I’ll be up front with you.
This entire post is about green beans.
I realize that likely squelches the interest of many of you
who never will care an iota about a green bean
unless it’s one you’re putting in your mouth.
But read on if you care to. J
I have somewhat of a compulsion about efficiency.
Just ask my husband. He says I’m so efficient that I become inefficient.
There are things sitting around our house that aren’t put away
simply because I’m not making a trip to that room right now.
I’ll wait and take them with me when I’m going there anyway.
Of course they’re forgotten on the next journey to the intended room.
But I digress.
Back to beans.
I generally plant plenty of beans to freeze for the year,
and I’m always looking for ways to save time with a project like that.
I’ve had some great pleasure (again, just ask my husband
who gets to hear my excitements)
in finding a timesaver in freezing green beans this year.
That excitement provides the reason why I’m writing about Green Beans.
I don’t claim to have it nailed down to perfection,
but I’ll share what I’ve come up with.
If you have tips and tricks, leave some comments! J
For starters, I pick the beans by snapping off the ends,
leaving them on the plant.
That way I have a whole bucket of beans with the ends already removed.
Takes a bit longer in the garden, but it’s worth it to me.
When I bring the beans in, I line them up in batches
on my wooden chopping block.
(A large cutting board would work just fine too.)
A big knife makes the work quick.
With this method I can cut up a five gallon bucket
full of beans in ten minutes or less.
One negative is that the beans are not quite as even a length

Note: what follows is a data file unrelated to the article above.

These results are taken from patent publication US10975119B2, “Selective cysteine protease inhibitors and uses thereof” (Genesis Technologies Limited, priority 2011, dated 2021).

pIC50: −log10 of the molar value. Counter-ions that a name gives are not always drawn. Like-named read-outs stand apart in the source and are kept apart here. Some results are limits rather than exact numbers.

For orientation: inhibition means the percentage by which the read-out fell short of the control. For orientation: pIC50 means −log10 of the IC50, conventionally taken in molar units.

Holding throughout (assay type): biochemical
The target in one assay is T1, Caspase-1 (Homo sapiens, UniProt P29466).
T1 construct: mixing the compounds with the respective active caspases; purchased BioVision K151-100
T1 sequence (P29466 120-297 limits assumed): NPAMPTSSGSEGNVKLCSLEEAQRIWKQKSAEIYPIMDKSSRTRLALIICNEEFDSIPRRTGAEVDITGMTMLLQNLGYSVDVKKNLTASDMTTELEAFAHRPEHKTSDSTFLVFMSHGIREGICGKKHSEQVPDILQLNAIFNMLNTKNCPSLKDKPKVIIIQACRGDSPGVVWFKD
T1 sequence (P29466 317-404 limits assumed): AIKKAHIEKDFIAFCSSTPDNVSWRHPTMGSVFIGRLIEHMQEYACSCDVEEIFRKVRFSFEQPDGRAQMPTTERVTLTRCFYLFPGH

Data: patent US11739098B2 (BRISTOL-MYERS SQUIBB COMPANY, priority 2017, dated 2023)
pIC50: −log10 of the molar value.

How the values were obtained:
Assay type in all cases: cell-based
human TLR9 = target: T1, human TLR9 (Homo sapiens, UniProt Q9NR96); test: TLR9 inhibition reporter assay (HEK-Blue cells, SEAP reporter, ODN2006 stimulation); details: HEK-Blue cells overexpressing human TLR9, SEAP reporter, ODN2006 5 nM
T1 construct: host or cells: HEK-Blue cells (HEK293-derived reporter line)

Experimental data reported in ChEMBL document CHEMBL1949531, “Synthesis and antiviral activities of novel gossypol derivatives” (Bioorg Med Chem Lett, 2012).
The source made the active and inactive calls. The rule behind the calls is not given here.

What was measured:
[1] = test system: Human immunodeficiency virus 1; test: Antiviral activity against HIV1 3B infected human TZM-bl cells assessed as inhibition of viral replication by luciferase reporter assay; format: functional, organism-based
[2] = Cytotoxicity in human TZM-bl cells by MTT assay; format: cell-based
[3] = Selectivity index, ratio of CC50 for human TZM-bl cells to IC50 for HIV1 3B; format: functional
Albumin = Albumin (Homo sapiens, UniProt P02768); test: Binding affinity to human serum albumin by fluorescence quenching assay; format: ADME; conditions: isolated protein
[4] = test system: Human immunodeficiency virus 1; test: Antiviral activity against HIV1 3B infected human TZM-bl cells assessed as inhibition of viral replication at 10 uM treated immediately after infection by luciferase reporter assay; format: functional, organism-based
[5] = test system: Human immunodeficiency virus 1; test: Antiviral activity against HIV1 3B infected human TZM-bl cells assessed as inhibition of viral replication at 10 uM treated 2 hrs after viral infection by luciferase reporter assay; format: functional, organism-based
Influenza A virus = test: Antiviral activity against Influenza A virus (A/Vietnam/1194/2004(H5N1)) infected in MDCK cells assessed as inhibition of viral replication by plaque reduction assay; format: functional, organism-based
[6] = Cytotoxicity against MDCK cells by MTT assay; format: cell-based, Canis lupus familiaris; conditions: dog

as if I’d looked at each one as I cut them.
But I’ll give up each bean on my plate equaling
exactly 2 3/16 of an inch for time saved with a knife.
I don’t worry about the beans that fall –
just let the pooch eat them.
(Crazy dog LOVES raw beans!)
After I blanch and cool the beans, I drain them in the sink
since I don’t have a large colander (which would probably work better).
A side note: Last year I tried freezing some beans unblanched
which was a huge time-saver.
But we did think they tasted a little “off”.
I’m pretty sure I wouldn’t have thought about it
if I ate them at someone else’s house,
but they just didn’t taste as good as what we were used to.
And I don’t want to ruin my family’s appetite for beans
– they’re our go to vegetable.
And here’s the new part of my method.
Instead of spending time bagging into quart zipper bags,
I’ve been dumping the whole batch of drained beans
into a clean pillow case stripped over a bucket.
I rubber band it shut, haul it out to the freezer in the garage,
and pop it in to freeze.
Once the beans are frozen, I get a full sized brown paper
grocery bag and line it with two kitchen sized trash bags.
Then the pillowcase of beans comes out of the freezer
(it may require a few plops on the floor to break apart any frozen-together-beans),
and the contents are simply dumped, loose,
into the lined paper bag. They flow out beautifully!
The paper bag happens to be the perfect size to
fit into the compartments of our chest freezer.
I like this method because the beans are loose
and I can get out whatever amount I need for a meal,
depending on how many people we’re serving.
I can just open the bag and scoop however many I want
into my cooking pan -- just a few, or a considerable pot full.
So... if you’ve stuck with the bean theme this long,
I hope you might find some of this to be useful! J
I love learning new gardening and household tips.
Like I said earlier, share away in the comments area!
“And my God will supply every need of yours
according to his riches in glory in Christ Jesus.”